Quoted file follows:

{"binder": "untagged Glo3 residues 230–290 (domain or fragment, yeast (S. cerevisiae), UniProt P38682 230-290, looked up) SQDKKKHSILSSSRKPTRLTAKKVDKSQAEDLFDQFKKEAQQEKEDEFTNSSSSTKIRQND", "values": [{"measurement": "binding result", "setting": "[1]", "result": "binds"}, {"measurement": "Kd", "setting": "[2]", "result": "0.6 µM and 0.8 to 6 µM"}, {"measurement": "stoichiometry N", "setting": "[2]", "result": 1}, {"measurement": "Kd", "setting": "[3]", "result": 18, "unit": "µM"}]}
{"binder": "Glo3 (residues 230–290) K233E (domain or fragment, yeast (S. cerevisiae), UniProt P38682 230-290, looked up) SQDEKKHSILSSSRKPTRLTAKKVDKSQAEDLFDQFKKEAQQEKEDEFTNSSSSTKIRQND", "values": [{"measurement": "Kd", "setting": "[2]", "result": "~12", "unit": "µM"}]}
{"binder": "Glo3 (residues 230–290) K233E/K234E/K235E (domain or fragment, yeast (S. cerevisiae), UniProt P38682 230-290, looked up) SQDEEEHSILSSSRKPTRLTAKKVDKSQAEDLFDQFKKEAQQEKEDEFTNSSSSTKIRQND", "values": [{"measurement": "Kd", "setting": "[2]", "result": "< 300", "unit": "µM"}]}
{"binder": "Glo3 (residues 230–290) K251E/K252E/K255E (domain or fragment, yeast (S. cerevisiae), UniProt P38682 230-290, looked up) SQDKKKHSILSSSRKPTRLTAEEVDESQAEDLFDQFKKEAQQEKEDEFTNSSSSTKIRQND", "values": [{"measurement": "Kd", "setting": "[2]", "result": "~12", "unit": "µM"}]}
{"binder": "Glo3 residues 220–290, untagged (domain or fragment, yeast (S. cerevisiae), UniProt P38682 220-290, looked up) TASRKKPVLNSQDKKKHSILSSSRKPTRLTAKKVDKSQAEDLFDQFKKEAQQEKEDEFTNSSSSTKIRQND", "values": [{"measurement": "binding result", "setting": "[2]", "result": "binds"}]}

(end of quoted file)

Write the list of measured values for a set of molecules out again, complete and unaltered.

{"binder": "untagged Glo3 residues 230–290 (domain or fragment, yeast (S. cerevisiae), UniProt P38682 230-290, looked up) SQDKKKHSILSSSRKPTRLTAKKVDKSQAEDLFDQFKKEAQQEKEDEFTNSSSSTKIRQND", "values": [{"measurement": "binding result", "setting": "[1]", "result": "binds"}, {"measurement": "Kd", "setting": "[2]", "result": "0.6 µM and 0.8 to 6 µM"}, {"measurement": "stoichiometry N", "setting": "[2]", "result": 1}, {"measurement": "Kd", "setting": "[3]", "result": 18, "unit": "µM"}]}
{"binder": "Glo3 (residues 230–290) K233E (domain or fragment, yeast (S. cerevisiae), UniProt P38682 230-290, looked up) SQDEKKHSILSSSRKPTRLTAKKVDKSQAEDLFDQFKKEAQQEKEDEFTNSSSSTKIRQND", "values": [{"measurement": "Kd", "setting": "[2]", "result": "~12", "unit": "µM"}]}
{"binder": "Glo3 (residues 230–290) K233E/K234E/K235E (domain or fragment, yeast (S. cerevisiae), UniProt P38682 230-290, looked up) SQDEEEHSILSSSRKPTRLTAKKVDKSQAEDLFDQFKKEAQQEKEDEFTNSSSSTKIRQND", "values": [{"measurement": "Kd", "setting": "[2]", "result": "< 300", "unit": "µM"}]}
{"binder": "Glo3 (residues 230–290) K251E/K252E/K255E (domain or fragment, yeast (S. cerevisiae), UniProt P38682 230-290, looked up) SQDKKKHSILSSSRKPTRLTAEEVDESQAEDLFDQFKKEAQQEKEDEFTNSSSSTKIRQND", "values": [{"measurement": "Kd", "setting": "[2]", "result": "~12", "unit": "µM"}]}
{"binder": "Glo3 residues 220–290, untagged (domain or fragment, yeast (S. cerevisiae), UniProt P38682 220-290, looked up) TASRKKPVLNSQDKKKHSILSSSRKPTRLTAKKVDKSQAEDLFDQFKKEAQQEKEDEFTNSSSSTKIRQND", "values": [{"measurement": "binding result", "setting": "[2]", "result": "binds"}]}